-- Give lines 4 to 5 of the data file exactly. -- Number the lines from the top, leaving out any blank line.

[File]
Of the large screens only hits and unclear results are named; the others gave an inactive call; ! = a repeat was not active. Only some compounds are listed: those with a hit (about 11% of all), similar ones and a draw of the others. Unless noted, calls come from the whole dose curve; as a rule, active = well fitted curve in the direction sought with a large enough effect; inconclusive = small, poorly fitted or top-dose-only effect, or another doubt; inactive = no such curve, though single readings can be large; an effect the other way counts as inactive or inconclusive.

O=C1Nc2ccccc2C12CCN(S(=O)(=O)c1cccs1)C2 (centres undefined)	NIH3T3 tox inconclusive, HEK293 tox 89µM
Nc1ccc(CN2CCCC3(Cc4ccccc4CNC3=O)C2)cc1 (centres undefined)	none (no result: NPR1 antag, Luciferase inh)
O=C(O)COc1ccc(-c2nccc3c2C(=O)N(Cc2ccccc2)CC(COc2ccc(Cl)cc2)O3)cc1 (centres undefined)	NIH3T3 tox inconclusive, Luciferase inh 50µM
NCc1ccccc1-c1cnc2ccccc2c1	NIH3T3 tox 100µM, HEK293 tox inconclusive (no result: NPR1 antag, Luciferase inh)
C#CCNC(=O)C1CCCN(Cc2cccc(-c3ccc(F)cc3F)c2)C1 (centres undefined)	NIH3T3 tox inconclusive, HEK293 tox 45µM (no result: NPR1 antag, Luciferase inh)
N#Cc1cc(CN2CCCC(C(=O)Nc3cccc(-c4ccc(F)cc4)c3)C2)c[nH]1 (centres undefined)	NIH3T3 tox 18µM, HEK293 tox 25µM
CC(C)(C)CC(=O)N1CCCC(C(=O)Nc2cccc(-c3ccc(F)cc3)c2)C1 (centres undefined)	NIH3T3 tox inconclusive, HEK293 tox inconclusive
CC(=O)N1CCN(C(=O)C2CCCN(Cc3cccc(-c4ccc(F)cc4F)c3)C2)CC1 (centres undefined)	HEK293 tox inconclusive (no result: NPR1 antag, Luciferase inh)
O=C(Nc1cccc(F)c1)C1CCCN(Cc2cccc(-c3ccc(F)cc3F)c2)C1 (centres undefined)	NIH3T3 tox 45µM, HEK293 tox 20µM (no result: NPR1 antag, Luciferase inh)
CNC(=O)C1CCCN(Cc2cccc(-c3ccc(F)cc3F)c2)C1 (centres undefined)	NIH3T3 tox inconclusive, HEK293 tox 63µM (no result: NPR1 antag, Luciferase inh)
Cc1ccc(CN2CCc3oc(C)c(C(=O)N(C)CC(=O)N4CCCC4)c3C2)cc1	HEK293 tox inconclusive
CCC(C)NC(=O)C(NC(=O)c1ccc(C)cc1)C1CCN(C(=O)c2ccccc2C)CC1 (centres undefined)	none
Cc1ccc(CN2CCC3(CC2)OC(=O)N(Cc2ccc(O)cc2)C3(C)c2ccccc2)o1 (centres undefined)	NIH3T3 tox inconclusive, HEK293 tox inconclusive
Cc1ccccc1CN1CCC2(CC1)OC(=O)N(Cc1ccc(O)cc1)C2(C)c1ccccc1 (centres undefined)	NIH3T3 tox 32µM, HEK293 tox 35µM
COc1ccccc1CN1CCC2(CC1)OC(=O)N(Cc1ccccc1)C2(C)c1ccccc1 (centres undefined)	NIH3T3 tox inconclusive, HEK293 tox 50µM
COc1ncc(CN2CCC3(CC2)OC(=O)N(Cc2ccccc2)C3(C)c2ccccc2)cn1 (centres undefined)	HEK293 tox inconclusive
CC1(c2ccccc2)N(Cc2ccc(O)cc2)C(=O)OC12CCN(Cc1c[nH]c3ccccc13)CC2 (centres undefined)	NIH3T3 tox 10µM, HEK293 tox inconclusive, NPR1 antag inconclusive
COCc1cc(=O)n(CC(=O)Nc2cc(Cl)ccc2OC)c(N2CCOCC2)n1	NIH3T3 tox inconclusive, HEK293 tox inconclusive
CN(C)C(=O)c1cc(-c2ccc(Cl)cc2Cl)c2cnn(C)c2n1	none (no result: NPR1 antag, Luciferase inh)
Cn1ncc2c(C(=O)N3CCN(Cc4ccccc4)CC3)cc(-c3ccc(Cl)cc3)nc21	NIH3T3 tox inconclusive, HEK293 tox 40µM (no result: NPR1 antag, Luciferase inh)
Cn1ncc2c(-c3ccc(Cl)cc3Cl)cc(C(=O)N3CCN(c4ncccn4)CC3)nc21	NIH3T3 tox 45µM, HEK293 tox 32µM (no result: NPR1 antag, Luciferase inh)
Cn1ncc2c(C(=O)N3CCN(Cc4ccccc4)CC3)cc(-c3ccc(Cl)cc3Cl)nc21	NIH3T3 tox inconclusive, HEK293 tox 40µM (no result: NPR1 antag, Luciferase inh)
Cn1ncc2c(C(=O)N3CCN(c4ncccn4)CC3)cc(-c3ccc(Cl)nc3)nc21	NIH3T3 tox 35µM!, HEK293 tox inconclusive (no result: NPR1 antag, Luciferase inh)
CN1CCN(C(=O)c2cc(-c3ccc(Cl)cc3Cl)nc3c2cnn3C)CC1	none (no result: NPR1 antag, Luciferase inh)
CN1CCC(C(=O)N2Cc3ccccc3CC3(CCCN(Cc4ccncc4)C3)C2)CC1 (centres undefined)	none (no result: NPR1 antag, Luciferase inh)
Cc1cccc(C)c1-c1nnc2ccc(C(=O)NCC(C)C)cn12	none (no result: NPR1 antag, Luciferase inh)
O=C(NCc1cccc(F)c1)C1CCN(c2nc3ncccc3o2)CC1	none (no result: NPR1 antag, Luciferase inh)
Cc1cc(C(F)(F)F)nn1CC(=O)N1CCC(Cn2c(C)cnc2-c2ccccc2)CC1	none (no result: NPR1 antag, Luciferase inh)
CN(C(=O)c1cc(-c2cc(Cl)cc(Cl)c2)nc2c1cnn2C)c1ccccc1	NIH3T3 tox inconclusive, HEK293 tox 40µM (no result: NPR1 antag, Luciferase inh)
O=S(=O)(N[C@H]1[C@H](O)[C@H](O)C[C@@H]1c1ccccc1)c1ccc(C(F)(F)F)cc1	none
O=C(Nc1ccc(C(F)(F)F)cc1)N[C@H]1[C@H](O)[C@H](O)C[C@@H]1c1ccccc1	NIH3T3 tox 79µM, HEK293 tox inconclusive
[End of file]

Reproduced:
O=C(O)COc1ccc(-c2nccc3c2C(=O)N(Cc2ccccc2)CC(COc2ccc(Cl)cc2)O3)cc1 (centres undefined)	NIH3T3 tox inconclusive, Luciferase inh 50µM
NCc1ccccc1-c1cnc2ccccc2c1	NIH3T3 tox 100µM, HEK293 tox inconclusive (no result: NPR1 antag, Luciferase inh)